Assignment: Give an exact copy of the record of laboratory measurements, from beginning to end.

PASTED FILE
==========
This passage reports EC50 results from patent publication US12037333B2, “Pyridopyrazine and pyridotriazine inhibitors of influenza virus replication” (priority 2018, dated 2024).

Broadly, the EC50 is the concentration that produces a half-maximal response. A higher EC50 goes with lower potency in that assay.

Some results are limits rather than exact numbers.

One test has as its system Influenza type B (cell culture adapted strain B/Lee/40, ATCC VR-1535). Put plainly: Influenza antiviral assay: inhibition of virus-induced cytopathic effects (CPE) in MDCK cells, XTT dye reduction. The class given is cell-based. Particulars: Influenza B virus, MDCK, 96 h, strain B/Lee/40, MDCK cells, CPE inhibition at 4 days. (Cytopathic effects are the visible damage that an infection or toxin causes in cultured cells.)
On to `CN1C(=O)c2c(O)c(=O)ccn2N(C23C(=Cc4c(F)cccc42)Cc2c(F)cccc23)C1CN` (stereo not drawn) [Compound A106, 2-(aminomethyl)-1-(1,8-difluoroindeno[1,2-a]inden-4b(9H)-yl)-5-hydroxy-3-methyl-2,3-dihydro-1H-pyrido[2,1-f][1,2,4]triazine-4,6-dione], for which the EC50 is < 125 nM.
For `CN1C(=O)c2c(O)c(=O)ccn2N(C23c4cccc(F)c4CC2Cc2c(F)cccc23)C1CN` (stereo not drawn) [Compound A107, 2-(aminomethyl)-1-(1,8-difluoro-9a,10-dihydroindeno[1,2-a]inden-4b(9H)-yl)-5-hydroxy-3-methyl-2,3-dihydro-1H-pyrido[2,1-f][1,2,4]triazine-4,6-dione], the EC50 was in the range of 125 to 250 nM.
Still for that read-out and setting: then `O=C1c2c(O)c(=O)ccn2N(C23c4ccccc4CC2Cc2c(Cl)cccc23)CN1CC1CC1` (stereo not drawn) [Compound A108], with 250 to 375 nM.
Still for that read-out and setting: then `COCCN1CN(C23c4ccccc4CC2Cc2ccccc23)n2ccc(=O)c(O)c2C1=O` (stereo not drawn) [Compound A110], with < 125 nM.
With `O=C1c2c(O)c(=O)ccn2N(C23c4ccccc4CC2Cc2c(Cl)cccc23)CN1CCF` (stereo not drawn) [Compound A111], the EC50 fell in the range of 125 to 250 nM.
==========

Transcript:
This passage reports EC50 results from patent publication US12037333B2, “Pyridopyrazine and pyridotriazine inhibitors of influenza virus replication” (priority 2018, dated 2024).

Broadly, the EC50 is the concentration that produces a half-maximal response. A higher EC50 goes with lower potency in that assay.

Some results are limits rather than exact numbers.

One test has as its system Influenza type B (cell culture adapted strain B/Lee/40, ATCC VR-1535). Put plainly: Influenza antiviral assay: inhibition of virus-induced cytopathic effects (CPE) in MDCK cells, XTT dye reduction. The class given is cell-based. Particulars: Influenza B virus, MDCK, 96 h, strain B/Lee/40, MDCK cells, CPE inhibition at 4 days. (Cytopathic effects are the visible damage that an infection or toxin causes in cultured cells.)
On to `CN1C(=O)c2c(O)c(=O)ccn2N(C23C(=Cc4c(F)cccc42)Cc2c(F)cccc23)C1CN` (stereo not drawn) [Compound A106, 2-(aminomethyl)-1-(1,8-difluoroindeno[1,2-a]inden-4b(9H)-yl)-5-hydroxy-3-methyl-2,3-dihydro-1H-pyrido[2,1-f][1,2,4]triazine-4,6-dione], for which the EC50 is < 125 nM.
For `CN1C(=O)c2c(O)c(=O)ccn2N(C23c4cccc(F)c4CC2Cc2c(F)cccc23)C1CN` (stereo not drawn) [Compound A107, 2-(aminomethyl)-1-(1,8-difluoro-9a,10-dihydroindeno[1,2-a]inden-4b(9H)-yl)-5-hydroxy-3-methyl-2,3-dihydro-1H-pyrido[2,1-f][1,2,4]triazine-4,6-dione], the EC50 was in the range of 125 to 250 nM.
Still for that read-out and setting: then `O=C1c2c(O)c(=O)ccn2N(C23c4ccccc4CC2Cc2c(Cl)cccc23)CN1CC1CC1` (stereo not drawn) [Compound A108], with 250 to 375 nM.
Still for that read-out and setting: then `COCCN1CN(C23c4ccccc4CC2Cc2ccccc23)n2ccc(=O)c(O)c2C1=O` (stereo not drawn) [Compound A110], with < 125 nM.
With `O=C1c2c(O)c(=O)ccn2N(C23c4ccccc4CC2Cc2c(Cl)cccc23)CN1CCF` (stereo not drawn) [Compound A111], the EC50 fell in the range of 125 to 250 nM.